1797 was the year that the first top hat debuted on top of a haberdasher’s head; the year that poet William Wordsworth was suspected of being a French spy whilst the war with France raged on; the Bank of England issued the first one-pound and two-pound notes, and the year that Birmingham took another step forwards on its journey to industrial transformation, and secured its place in coin minting history.
The Royal Mint in London had held a monopoly on producing coins since the middle of the 16th century, with coins only being struck in other parts of the country during national emergencies like the Civil War. Matthew Boulton, born and bred Birmingham industrialist with a vision for the future of steam powered machinery, was keen to change this. During the 18th century small value coins, like pennies, were frequently and easily counterfeited. Boulton believed this harmed business and he was certain he could do something about it.
He wanted to begin minting coins at his Soho Mint manufactory where he had been making coins for the East India Company, employing the latest technology. In 1797, he was awarded his first Regal Issue and that same year, he introduced the Cartwheel Penny, a counterfeit-proof coin, out into the world.
He became known as ‘the grandfather of modern coinage’! We are therefore excited to learn from burial registers, that there was a burial vault located at Park Street burial ground bearing the name of an ancestor of the Boulton family, giving our archaeologists an interesting avenue of enquiry as we bring the archaeological and historical records together.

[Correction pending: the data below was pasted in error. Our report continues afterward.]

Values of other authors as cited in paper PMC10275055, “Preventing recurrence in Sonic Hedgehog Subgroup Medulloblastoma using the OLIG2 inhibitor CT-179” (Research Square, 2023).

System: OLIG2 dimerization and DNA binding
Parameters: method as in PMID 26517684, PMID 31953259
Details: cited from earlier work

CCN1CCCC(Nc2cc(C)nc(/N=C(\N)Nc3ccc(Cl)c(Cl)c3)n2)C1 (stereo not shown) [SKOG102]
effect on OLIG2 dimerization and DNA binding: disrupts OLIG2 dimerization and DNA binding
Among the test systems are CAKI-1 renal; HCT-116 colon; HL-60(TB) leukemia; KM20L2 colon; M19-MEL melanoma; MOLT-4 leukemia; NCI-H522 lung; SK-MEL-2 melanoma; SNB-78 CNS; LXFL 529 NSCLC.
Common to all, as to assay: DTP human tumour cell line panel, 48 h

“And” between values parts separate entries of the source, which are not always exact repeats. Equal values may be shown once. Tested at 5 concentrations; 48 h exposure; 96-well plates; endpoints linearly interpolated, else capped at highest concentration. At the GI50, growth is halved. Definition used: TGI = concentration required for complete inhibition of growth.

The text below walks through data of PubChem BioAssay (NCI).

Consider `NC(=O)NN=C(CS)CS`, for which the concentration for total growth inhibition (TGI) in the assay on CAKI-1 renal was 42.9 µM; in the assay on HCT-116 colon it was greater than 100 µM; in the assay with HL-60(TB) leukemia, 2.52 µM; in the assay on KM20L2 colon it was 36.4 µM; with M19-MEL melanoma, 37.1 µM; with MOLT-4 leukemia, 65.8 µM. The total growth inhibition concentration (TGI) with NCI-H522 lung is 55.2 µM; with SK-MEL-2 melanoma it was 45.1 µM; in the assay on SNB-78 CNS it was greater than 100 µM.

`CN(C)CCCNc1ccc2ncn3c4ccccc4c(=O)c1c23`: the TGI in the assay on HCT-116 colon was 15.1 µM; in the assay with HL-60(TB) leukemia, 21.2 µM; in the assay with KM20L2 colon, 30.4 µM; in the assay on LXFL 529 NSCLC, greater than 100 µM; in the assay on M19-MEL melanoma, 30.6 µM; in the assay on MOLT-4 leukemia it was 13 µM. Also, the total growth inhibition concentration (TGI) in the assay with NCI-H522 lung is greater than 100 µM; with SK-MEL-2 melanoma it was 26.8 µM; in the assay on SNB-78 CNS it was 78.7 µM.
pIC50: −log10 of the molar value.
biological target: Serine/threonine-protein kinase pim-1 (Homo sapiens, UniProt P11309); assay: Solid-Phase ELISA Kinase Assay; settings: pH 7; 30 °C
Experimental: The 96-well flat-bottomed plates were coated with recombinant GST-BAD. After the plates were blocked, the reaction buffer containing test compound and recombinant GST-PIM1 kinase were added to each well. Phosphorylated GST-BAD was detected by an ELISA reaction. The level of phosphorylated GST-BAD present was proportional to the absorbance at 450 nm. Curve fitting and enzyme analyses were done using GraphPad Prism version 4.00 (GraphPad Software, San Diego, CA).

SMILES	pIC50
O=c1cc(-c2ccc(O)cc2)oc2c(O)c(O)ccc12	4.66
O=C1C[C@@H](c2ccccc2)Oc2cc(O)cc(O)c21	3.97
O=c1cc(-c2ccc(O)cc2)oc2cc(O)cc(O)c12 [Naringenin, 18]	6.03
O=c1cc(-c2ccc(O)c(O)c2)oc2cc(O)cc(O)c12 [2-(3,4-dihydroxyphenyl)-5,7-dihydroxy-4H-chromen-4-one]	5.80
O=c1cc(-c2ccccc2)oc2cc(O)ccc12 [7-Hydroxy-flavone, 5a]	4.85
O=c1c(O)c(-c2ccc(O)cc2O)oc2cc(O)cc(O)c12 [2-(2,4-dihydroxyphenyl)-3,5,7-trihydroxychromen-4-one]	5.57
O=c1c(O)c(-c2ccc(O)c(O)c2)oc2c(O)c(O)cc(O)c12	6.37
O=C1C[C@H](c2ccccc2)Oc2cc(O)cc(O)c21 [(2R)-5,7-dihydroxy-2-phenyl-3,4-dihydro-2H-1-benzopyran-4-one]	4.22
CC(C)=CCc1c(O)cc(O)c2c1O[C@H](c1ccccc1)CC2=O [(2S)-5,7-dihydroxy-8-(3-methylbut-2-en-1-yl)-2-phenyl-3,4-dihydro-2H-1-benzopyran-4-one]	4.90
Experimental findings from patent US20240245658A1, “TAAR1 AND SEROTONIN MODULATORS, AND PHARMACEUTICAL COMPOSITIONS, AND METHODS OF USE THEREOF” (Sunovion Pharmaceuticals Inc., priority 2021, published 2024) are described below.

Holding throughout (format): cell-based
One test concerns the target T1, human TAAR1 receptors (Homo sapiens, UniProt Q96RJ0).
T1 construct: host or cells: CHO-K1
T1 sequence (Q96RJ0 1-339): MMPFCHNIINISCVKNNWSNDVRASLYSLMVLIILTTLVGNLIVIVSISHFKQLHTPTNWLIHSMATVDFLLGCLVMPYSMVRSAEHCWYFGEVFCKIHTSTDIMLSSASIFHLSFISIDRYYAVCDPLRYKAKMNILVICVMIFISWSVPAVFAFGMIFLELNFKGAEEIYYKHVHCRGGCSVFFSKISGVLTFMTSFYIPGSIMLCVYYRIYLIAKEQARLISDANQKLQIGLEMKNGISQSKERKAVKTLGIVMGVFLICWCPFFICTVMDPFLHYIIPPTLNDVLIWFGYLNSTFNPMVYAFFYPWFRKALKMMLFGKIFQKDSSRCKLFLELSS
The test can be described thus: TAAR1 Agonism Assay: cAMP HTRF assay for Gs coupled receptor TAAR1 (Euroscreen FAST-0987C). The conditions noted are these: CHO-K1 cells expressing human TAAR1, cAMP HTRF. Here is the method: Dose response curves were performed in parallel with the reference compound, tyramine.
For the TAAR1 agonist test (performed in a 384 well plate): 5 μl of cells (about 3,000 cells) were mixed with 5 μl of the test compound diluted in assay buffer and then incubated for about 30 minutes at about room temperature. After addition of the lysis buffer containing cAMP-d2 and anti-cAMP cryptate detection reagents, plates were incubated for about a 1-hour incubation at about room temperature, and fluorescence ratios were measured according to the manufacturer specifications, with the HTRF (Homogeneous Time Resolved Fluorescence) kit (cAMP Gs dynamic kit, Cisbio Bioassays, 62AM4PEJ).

Our archaeologists are regularly uncovering casual finds at Park Street. These are items that have been lost or in some way ended up in the burial ground but don’t directly relate to the burials themselves. They include coins in circulation at the time Boulton was creating his famous penny.
Archaeologists often use coins to date archaeological features. From the Romans to the modern day, we’re able to use coins to pinpoint moments in history and better understand what was happening in a particular place at a particular time. Populations throughout history have created and modified currency, tried to prevent counterfeiting and developed new styles which tell their own story of Britain’s past. We know a lot about Park Street from historical records, but these coins help us to make connections with the development of this fascinating city.
Birmingham Museums have one of the most important coin collections in the country. It is made up of over 100,000 items including those associated with Matthew Boulton and the Soho and Birmingham Mints. Find out more here: http://www.birminghammuseums.org.uk/collection and explore the coins and medals collection here: http://www.bmagic.org.uk/browse/collection/Coins+Medals
To find out more about the HS2 archaeology programme visit www.hs2.org.uk or for information on what is going in the Birmingham area or how you can get involved head to https://hs2inbirmingham.commonplace.is/. Explore the archaeology programme on social media with the #HS2digs.